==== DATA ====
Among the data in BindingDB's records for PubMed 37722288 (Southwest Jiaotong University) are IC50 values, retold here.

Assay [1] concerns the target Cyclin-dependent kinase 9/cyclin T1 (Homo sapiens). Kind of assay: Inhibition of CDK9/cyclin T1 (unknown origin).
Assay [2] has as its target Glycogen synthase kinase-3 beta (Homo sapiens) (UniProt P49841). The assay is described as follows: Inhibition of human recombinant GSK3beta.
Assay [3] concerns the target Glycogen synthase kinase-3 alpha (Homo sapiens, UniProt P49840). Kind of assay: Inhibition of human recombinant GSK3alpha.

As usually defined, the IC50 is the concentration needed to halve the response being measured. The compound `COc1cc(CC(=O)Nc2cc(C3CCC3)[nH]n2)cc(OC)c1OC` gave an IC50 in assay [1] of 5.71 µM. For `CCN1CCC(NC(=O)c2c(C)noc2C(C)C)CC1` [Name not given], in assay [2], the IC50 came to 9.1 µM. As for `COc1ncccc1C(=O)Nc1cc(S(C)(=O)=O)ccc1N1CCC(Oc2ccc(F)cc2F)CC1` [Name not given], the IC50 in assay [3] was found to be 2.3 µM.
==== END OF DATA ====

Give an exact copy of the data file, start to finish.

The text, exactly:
Among the data in BindingDB's records for PubMed 37722288 (Southwest Jiaotong University) are IC50 values, retold here.

Assay [1] concerns the target Cyclin-dependent kinase 9/cyclin T1 (Homo sapiens). Kind of assay: Inhibition of CDK9/cyclin T1 (unknown origin).
Assay [2] has as its target Glycogen synthase kinase-3 beta (Homo sapiens) (UniProt P49841). The assay is described as follows: Inhibition of human recombinant GSK3beta.
Assay [3] concerns the target Glycogen synthase kinase-3 alpha (Homo sapiens, UniProt P49840). Kind of assay: Inhibition of human recombinant GSK3alpha.

As usually defined, the IC50 is the concentration needed to halve the response being measured. The compound `COc1cc(CC(=O)Nc2cc(C3CCC3)[nH]n2)cc(OC)c1OC` gave an IC50 in assay [1] of 5.71 µM. For `CCN1CCC(NC(=O)c2c(C)noc2C(C)C)CC1` [Name not given], in assay [2], the IC50 came to 9.1 µM. As for `COc1ncccc1C(=O)Nc1cc(S(C)(=O)=O)ccc1N1CCC(Oc2ccc(F)cc2F)CC1` [Name not given], the IC50 in assay [3] was found to be 2.3 µM.